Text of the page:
We’re Lovin’ It: A Chat With Nashville Indie Rockers The Love-In & Look At Their New Single & Approaching Album ‘As It Lays’

Music City indie rockers The Love-In have an origin story almost as good as their music.

The group met on every single person’s favorite and simultaneously least favorite app, Tinder, back in 2015. Since then, they have toured the country, released a plethora of badass music, and filled the world with their 1960’s girl group harmonies. The Love-In is made up of lead singer and pianist, Laurel Sorenson, guitarist Emma Holden, drummer Michael Rasile, and bassist Max Zikakis. Bringing together a soothing vintage sound with a forceful message and intense vocals, The Love-In’s music has elements for fans of many genres. 

Sorenson’s vocal range is something to behold. Her ability to harness both powerful pitches and melodic harmonies is wildly impressive, and Sorenson is surely not to be tied down by any one genre. The bluesy tones of many of The Love-In’s songs echo groups like Lake Street Dive, or even Fleetwood Mac. 

Diversity is not something only found in Sorenson’s voice and lyrics- drummer Michael Rasile provides the beat for their music, ranging from rhythmic tempo commonly found in blues, to full on hardcore rock drumming. Bassist Max Zikakis does the same. “Gonna Do,” a song off The Love-In’s 2016 album, is emblematic of this range while also showing off guitarist Emma Holden’s skills as a musician, featuring an AC/DC worthy guitar solo. 

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It’s hard to assign any one description to The Love-In’s discography. When trying to pin down a comparison, I never thought I’d liken the same artist to both the hardcore aspects of The Arctic Monkeys and the acoustic-slow-dance sound of John Mayer, but The Love-In provided me with the perfect opportunity to do so.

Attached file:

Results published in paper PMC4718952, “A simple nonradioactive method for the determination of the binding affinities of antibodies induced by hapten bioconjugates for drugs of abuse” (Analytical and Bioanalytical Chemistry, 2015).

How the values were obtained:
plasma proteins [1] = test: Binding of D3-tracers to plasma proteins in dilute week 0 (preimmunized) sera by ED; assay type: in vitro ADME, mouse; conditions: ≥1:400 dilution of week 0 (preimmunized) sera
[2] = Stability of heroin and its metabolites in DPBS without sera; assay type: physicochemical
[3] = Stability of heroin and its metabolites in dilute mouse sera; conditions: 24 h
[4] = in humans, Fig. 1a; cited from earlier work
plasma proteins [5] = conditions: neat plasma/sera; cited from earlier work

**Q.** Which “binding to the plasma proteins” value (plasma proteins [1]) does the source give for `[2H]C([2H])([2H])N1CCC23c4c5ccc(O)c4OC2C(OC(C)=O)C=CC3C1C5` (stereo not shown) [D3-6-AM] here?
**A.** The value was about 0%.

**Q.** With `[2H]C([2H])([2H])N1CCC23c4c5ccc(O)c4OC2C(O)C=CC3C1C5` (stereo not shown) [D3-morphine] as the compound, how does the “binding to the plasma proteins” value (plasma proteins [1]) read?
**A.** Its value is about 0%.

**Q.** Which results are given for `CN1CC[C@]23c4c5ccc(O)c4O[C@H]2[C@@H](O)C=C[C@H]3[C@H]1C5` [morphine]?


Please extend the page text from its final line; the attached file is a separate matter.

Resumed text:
The Love-In’s newest single and music video, “As It Lays,” released on July 17th, has notes of 1980’s pop as well, opening with a synth sound fit for a classic sitcom intro. However, the song soon evolves with Sorenson’s powerful growling vocals accompanied by light harmonies. The entire song screams “badass women,” and is noticeably more upbeat and modern than their previous work. “As It Lays” sounds like driving down the highway with your best friends, escaping every responsibility behind you. It sounds like drumming on your steering wheel and one-handed air guitar. It sounds like sticking your head out of the passenger side window and breathing in crisp August air. Simply put, “As It Lays” sounds like liberation. 

The Love-In’s name is fitting for not only their subtly psychedelic style, but also their story. Love-Ins, popularized in the 1960s, are characterized by peaceful public gatherings, consisting of love, music, sex, and psychedelic drugs. As a staple of hippie counterculture, these events were often used to protest social issues – something prevalent in The Love-In’s music. Several of their songs begin with vintage audio recordings that seem to contain a theme of the objectification and suppression of women, followed by lyrics that contradict those sentiments. There is certainly a definitive message of liberation and social justice ingrained in The Love-In’s lyrics. A quick look at their Instagram page confirms that supporting The Love-In is also supporting equal rights, social activism, and feminism. 

The Love-In truly utilizes the full range of musical ability that they have. Every artist is amplified in a different way throughout their discography—allowing all elements of the song to come through and be highlighted. We had a chance to ask The Love-In a few questions about their music, inspirations, pastimes, and, of course, any upcoming work.

So I was hoping you could give us some insight into the Tinder meeting that created The Love-In? How did that all transpire?

Ha! You’ll have to listen to the songs we’re working on now to get that story. 

How has the band evolved from then to now? Sound, members, however you wish to view that…

We’re a pretty eclectic bunch. We all listen to lots of different music and have a variety of influences, so it took a while for all of those to fully coalesce. At this point, we’ve all toured together enough and spent enough time with one another to get where each person is coming from when they bring forward a musical idea. Plus, now we share so much music with each other that we tend to get into the same records at the same time and go through phases as a group instead of as individuals. 

You’ve got a very primal, powerful, and rock n’ roll style of singing. Who are some vocal inspirations that influence you most?